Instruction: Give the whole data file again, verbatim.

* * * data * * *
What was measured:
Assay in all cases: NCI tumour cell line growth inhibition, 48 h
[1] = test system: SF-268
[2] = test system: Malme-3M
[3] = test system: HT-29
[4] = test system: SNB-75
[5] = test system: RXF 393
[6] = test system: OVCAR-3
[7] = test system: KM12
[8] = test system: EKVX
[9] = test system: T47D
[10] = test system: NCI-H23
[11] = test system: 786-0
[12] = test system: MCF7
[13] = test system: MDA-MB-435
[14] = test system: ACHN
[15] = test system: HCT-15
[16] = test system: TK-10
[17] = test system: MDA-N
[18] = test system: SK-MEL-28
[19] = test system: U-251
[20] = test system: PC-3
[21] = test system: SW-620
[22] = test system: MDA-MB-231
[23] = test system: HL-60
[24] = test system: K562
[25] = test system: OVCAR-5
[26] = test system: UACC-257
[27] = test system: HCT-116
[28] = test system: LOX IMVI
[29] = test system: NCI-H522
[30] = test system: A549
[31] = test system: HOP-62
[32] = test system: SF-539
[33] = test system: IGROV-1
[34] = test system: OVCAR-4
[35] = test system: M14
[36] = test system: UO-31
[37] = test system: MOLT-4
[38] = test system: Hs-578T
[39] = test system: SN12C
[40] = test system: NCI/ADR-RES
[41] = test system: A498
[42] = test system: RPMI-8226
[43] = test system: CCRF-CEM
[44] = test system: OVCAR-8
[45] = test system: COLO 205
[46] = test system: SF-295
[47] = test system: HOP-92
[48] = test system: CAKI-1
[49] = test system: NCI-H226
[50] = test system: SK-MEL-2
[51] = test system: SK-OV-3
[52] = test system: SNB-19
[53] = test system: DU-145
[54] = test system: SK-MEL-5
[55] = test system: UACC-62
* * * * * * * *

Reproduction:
What was measured:
Assay in all cases: NCI tumour cell line growth inhibition, 48 h
[1] = test system: SF-268
[2] = test system: Malme-3M
[3] = test system: HT-29
[4] = test system: SNB-75
[5] = test system: RXF 393
[6] = test system: OVCAR-3
[7] = test system: KM12
[8] = test system: EKVX
[9] = test system: T47D
[10] = test system: NCI-H23
[11] = test system: 786-0
[12] = test system: MCF7
[13] = test system: MDA-MB-435
[14] = test system: ACHN
[15] = test system: HCT-15
[16] = test system: TK-10
[17] = test system: MDA-N
[18] = test system: SK-MEL-28
[19] = test system: U-251
[20] = test system: PC-3
[21] = test system: SW-620
[22] = test system: MDA-MB-231
[23] = test system: HL-60
[24] = test system: K562
[25] = test system: OVCAR-5
[26] = test system: UACC-257
[27] = test system: HCT-116
[28] = test system: LOX IMVI
[29] = test system: NCI-H522
[30] = test system: A549
[31] = test system: HOP-62
[32] = test system: SF-539
[33] = test system: IGROV-1
[34] = test system: OVCAR-4
[35] = test system: M14
[36] = test system: UO-31
[37] = test system: MOLT-4
[38] = test system: Hs-578T
[39] = test system: SN12C
[40] = test system: NCI/ADR-RES
[41] = test system: A498
[42] = test system: RPMI-8226
[43] = test system: CCRF-CEM
[44] = test system: OVCAR-8
[45] = test system: COLO 205
[46] = test system: SF-295
[47] = test system: HOP-92
[48] = test system: CAKI-1
[49] = test system: NCI-H226
[50] = test system: SK-MEL-2
[51] = test system: SK-OV-3
[52] = test system: SNB-19
[53] = test system: DU-145
[54] = test system: SK-MEL-5
[55] = test system: UACC-62